The Bill is likely to bring about a reduction in the numbers of homes for genuinely affordable rent
It has been clear for some time that this government is set on eroding social housing as both a concept and a reality.
The concept has been under attack since the early days of the Coalition, with social housing residents portrayed as ‘shirkers’ and welfare cuts, like the Bedroom Tax, specifically aimed at them.
In place of social housing will be a range of ‘affordable’ housing and low-cost home ownership as prime minister David Cameron seeks to reverse the decline in home ownership over the last ten years.
What will be left in a decade’s time is likely to resemble the American welfare housing model, with residents those with little choice in the wider housing market.
The Local Government Association(LGA) has warned that 88,000 council homes will be lost in England from the current council stock of 1.7m, already only half of that managed by local councils twenty years ago. The Right to Buy will account for two thirds of this loss.
The sale of council homes to cover subsidies for the voluntary Right to Buy in the housing association sector will make-up the other lost third.
The total social housing stock, including housing association homes, now stands at just over 4m – a loss of 1.5m homes since 1979 while the population has climbed by more than 10m people.
Those in housing need will have little choice but to seek accommodation in the private rented sector, often with unscrupulous landlords and with little security of tenure. This will also probably push up the housing benefit bill since private rents are much higher than those charged in social housing.
The LGA brands the government’s housing strategy, the latest stages of which are laid out in the Housing and Planning Bill, currently being debated by the House of Lords, as ‘bricks to benefits’.
SHOUT, the save social housing campaign, has called consistently for a housing strategy that is the exact opposite of the government’s, with more capital investment in social housing and less in housing benefit, so increasing affordable housing supply while decreasing the poverty trap.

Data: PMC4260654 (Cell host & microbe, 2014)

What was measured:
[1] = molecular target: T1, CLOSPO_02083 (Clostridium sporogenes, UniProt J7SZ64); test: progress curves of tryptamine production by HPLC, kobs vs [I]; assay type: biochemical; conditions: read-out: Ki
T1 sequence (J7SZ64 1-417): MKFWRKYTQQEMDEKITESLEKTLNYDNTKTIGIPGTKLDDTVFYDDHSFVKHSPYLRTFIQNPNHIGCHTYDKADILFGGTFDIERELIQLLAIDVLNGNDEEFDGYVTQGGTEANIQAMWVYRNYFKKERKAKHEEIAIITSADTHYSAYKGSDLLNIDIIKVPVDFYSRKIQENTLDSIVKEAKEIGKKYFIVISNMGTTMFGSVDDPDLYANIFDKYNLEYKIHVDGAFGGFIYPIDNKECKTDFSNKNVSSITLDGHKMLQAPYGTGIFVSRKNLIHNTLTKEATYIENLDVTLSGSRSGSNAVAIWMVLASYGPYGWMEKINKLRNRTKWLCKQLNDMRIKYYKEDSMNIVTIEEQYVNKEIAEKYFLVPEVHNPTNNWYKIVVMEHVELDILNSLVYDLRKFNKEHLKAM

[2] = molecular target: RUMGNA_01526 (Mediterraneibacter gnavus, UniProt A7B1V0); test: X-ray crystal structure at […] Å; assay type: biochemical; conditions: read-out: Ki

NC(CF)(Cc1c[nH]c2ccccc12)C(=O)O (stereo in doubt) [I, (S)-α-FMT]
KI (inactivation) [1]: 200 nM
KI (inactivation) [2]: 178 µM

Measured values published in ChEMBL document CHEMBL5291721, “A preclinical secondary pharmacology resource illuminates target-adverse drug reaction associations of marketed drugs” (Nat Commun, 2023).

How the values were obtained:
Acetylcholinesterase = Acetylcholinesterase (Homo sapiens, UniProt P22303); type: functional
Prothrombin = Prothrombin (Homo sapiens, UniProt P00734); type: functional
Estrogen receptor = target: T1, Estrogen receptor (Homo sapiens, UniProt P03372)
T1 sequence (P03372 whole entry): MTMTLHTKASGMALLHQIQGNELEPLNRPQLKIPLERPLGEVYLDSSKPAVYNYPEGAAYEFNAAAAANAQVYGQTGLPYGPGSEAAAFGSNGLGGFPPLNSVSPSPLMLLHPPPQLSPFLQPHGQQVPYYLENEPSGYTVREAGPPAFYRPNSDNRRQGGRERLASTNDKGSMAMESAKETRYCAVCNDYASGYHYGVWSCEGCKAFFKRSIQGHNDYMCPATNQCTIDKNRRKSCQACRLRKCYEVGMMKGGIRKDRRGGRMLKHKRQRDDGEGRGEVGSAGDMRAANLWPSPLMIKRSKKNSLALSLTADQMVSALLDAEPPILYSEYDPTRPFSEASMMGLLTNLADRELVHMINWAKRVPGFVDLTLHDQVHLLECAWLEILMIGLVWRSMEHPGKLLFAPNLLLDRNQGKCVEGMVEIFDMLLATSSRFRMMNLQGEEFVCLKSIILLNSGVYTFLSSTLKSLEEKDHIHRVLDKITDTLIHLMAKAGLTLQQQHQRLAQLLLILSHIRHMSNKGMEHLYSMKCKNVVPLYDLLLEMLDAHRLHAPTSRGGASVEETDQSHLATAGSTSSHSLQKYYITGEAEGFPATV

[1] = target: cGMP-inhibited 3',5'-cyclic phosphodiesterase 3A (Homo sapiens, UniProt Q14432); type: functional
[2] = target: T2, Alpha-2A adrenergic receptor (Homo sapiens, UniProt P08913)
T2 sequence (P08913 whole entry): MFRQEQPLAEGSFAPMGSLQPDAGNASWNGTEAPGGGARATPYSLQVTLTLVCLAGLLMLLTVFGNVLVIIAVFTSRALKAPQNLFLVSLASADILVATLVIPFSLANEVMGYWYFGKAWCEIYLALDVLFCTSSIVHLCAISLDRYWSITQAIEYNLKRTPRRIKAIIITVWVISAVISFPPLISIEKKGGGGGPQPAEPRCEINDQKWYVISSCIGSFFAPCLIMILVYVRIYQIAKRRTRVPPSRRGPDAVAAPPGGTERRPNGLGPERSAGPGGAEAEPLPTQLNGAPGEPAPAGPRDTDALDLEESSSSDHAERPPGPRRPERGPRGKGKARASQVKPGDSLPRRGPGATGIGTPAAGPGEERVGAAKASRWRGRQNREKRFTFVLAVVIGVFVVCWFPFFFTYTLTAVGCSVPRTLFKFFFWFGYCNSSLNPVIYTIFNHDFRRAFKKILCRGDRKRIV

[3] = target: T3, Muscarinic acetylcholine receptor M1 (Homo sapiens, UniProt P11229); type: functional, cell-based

In a briefing about the Housing and Planning Bill, SHOUT argues that:
- The Bill is likely to bring about a reduction in the numbers of homes for genuinely affordable rent, when evidently far more are needed.
- While greater levels of house-building in all tenures is needed, out of the 200,000+ new homes a year required, at least 100,000 should be homes for genuinely affordable rent.
- Developing new housing on this scale will create a hugely valuable national asset, which will generate economic and social returns indefinitely.
- Without building 100,000 social homes each year the government’s overall target of 200,000 annually is unlikely to be met and the government’s cuts to the welfare budget will be stymied by a rising housing benefit bill.
In addition, local councils’ right to require housing developers to include some affordable rented housing in new developments will cease if the Bill becomes law; further reducing the number of affordable homes provided.
David Cameron’s announcement to spend £140m demolishing the country’s worst tower blocks, with the promise of council estate regeneration, will, in practice, further reduce the council stock further since low-rise replacements are unlikely to be for social rent.
Alongside, welfare reform means those who need help with their rents face new benefit caps, while social tenants earning more than £30,000 (or £40,000 in London) will be hit by ‘pay-to-stay’ rent increases or be required to vacate their social homes.
Combined, these policies will further erode social housing in terms of numbers of available homes and see to evolve into a tenure of last resort for those with little choice.
Kevin Gulliver is director of Birmingham-based research charity the Human City Institute, is former chair of the Centre for Community Research, and part of the SHOUT save social housing campaign. He writes in a personal capacity.
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